As easy as they are to use, coffee capsules are difficult to manufacture. To make them, we roast coffee, grind it to the perfect size using a state-of-the-art roller mill, pack the perfectly ground coffee into a capsule shell, then seal the capsule with filter paper. After this, however, there is then the matter of ensuring it stays fresh.
At Metropolis, we flush our coffee capsules with nitrogen as part of the sealing process. Many other brands across the food and beverage industry do this, for all kinds of products. But how long do nitrogen-flushed coffee capsules last? And is nitrogen flushing the best option to get the longest shelf life for your coffee pods?
Whether you already offer coffee capsules or want to enter the capsule market, read on to learn more about nitrogen-flushed coffee capsules.
Roasted coffee can be considered fresh when its original flavor and aroma characteristics are unimpaired. While green coffee is a stable, non-volatile food product, roasted coffee is “volatile”. This means that exposure to certain factors can cause it to lose these characteristics pretty quickly.
There are several factors that affect the freshness of roasted coffee, including oxygen, heat, light, and moisture. Exposure to these factors can cause the more delicate and subtle flavor notes and aromas in coffee to flatten. This in turn causes the coffee to become stale.
However, of these four factors, oxygen is arguably the most prominent. Put simply: if you leave roasted coffee out for long enough, the flavor compounds start to degrade. After long enough, the coffee will taste flat and stale, with its more unique and vibrant flavors gone.
While this is a concern for roasted coffee beans, it becomes a much bigger problem once you grind your coffee. When you grind coffee, its surface area increases a lot. This in turn means the oxidation process speeds up. This is why many baristas swear by grinding fresh coffee for every shot of espresso or batch of drip coffee.
Light and heat can also alter flavor over a long enough timeframe, although the effects aren't as severe as with oxygen. Exposure to moisture, meanwhile, can lead to the growth of mold, which is why good storage is so important.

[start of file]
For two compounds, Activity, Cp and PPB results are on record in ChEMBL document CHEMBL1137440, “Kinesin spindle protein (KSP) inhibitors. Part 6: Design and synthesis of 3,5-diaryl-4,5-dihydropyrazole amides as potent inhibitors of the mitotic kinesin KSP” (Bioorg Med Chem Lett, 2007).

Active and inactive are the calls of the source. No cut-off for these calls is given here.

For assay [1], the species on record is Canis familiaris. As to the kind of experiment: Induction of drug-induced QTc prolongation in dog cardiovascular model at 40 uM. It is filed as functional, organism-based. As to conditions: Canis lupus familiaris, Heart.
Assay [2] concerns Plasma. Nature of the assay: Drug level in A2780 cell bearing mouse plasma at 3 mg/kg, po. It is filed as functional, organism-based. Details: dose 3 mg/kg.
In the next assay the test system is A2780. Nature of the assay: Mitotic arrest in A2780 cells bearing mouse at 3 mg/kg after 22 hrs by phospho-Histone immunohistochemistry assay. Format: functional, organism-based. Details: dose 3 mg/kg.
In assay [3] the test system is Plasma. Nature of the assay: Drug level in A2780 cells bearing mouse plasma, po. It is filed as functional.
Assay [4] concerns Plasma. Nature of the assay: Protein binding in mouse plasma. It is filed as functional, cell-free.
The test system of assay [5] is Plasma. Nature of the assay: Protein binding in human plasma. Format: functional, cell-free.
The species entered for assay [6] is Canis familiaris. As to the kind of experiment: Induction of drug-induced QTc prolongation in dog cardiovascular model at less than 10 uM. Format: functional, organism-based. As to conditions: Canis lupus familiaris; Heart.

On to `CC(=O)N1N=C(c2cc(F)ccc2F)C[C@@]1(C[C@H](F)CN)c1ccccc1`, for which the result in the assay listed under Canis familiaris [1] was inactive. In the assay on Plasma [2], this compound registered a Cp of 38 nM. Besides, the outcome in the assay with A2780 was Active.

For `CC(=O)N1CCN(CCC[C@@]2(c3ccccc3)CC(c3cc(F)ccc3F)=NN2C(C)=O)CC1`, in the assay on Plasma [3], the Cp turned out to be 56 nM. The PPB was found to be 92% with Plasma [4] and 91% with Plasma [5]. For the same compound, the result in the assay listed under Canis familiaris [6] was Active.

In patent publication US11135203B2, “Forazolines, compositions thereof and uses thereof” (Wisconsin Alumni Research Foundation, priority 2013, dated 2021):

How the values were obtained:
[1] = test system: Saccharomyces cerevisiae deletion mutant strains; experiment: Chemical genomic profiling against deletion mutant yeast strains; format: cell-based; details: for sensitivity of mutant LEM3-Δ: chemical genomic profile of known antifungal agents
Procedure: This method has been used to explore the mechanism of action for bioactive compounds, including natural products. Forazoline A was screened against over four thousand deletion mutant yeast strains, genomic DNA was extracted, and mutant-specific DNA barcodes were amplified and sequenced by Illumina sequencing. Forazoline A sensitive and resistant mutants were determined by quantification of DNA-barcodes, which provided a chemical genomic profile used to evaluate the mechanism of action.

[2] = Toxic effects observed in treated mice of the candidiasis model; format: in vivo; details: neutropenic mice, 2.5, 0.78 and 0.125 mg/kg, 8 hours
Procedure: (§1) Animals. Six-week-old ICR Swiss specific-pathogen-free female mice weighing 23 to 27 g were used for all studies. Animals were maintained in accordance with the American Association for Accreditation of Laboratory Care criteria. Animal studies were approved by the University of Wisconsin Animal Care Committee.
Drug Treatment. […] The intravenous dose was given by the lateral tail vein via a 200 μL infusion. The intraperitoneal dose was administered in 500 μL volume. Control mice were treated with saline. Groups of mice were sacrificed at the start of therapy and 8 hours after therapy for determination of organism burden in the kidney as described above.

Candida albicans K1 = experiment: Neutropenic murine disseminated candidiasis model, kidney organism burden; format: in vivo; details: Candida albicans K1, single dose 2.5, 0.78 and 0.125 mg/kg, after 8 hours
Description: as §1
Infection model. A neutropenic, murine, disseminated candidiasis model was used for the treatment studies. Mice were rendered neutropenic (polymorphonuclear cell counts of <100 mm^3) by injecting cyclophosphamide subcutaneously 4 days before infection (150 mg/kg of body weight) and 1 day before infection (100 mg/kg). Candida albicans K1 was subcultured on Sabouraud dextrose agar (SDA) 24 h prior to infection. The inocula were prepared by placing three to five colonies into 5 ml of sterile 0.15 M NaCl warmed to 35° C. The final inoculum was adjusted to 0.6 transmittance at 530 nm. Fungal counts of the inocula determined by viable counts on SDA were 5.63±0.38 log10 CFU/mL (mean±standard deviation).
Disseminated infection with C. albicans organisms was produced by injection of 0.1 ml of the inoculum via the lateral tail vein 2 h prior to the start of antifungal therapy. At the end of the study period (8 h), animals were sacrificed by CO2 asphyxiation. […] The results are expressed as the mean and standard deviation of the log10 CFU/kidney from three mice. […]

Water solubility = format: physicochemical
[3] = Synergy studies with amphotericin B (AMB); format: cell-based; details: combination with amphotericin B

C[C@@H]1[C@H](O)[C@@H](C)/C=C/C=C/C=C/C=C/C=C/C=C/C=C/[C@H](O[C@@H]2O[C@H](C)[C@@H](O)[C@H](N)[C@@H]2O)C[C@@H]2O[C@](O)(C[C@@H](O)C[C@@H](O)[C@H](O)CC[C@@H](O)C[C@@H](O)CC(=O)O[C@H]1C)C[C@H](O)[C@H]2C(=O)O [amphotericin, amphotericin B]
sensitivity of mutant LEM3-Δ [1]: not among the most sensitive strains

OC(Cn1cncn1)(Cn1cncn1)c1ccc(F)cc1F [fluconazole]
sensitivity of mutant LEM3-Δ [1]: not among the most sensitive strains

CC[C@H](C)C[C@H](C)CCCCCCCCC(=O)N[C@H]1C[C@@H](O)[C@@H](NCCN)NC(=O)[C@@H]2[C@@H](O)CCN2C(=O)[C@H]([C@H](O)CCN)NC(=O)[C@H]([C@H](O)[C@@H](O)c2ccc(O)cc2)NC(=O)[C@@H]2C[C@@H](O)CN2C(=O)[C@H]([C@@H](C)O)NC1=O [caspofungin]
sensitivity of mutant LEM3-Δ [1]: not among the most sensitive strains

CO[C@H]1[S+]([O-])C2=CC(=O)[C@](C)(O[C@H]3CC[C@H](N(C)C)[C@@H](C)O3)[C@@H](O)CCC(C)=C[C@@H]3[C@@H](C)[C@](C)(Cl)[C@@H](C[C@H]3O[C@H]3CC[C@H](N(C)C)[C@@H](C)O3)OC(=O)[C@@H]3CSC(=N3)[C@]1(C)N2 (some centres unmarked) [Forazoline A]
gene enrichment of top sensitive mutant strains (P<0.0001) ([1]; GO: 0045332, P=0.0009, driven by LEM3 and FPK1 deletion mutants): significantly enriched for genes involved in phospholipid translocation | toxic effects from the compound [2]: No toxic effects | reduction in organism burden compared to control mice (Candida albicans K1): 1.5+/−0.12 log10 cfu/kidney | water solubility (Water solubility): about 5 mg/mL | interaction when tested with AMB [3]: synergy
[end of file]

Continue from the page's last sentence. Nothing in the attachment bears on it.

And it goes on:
While taste is the simplest way to figure out whether or not coffee is stale, there are also other methods.
During the study, Professor Chahan Yeretzian identified two markers for coffee freshness. These were the presence of aroma compounds (a chemical marker of freshness) and CO2 levels (a physical marker).
As soon as you roast your coffee, it starts releasing CO2. We call this "degassing". Most of the gas is released within the first couple of days, which is why coffee roasters "rest" batches. If you don't do that, you end up with a bitter, astringent taste in your coffee.
However, you can also use CO2 levels to pinpoint how old coffee is. In turn, this allows us to determine how fresh it is.
For the second metric, however, Yeretzian’s study looked at the evolution of the aroma profile of coffee. Using this, his team created a “freshness index”. Long story short: using this freshness index, he determined that both packaging and storage temperature have a significant impact on freshness.
As we mentioned earlier, increasing a coffee’s surface area effectively exposes it to more oxygen. In turn, this means it gets less fresh more quickly once it's ground. The finer you grind, the more of a problem this becomes. Finer grind sizes increase surface area even more and therefore pose more of a “risk” to freshness.
When you grind coffee to fill a capsule, the grind size must be incredibly fine for it to properly extract in the machine. This means freshness is even more of a challenge to control for capsules!
Technically, coffee capsules can have a shelf life of anywhere from 6 to 24 months. This depends on the quality of the seal and how well-protected the coffee is against oxygen. However, how they taste is another question entirely.
Generally, if you buy coffee capsules that have been properly sealed and flushed free of oxygen, they have a much longer shelf life and taste better for longer.
Nitrogen-flushed coffee capsules, for instance, maintain the freshness and quality of the coffee inside for far longer than would otherwise be possible.
Nitrogen flushing uses nitrogen gas to remove oxygen from packaging. Many food and beverage businesses use it for coffee capsules as well as a range of other products.
Nitrogen is used as it is heavier than oxygen, meaning it sinks and pushes oxygen out as a result. This helps to extend a product’s shelf life.
However, as well as increasing shelf life, nitrogen flushing also slows down the release of CO2, keeping coffee fresher for longer. Studies have shown that the shelf life of nitrogen-flushed coffee is, on average, double that of coffee that has not been flushed.
Nitrogen-flushed coffee in a bag should be brewed within seven to ten days once you open the bag. Fortunately, for nitrogen-flushed coffee capsules, this isn't an issue, as the coffee remains sealed in the shell until the moment it’s extracted.
Nitrogen-flushed coffee capsules are a perfect way to offer customers fresh, high-quality coffee while also maximizing convenience. At Metropolis, we fill, seal, and nitrogen-flush our espresso capsules using a state-of-the-art Italian filling and sealing system. This means we can guarantee a 12 to 24 month shelf life for any Metropolis coffee capsules.
At the same time, our capsules are also commercially compostable, making them a perfect option for businesses looking to offer coffee capsules and keep waste down -- without the need to buy the equipment themselves.
Interested in learning more? Check out our wholesale co-packing and private-label espresso capsule solutions today.
Metropolis Coffee is not affiliated with, endorsed, or sponsored by Nespresso. Nespresso is a registered trademark of Société des Produits Nestlé.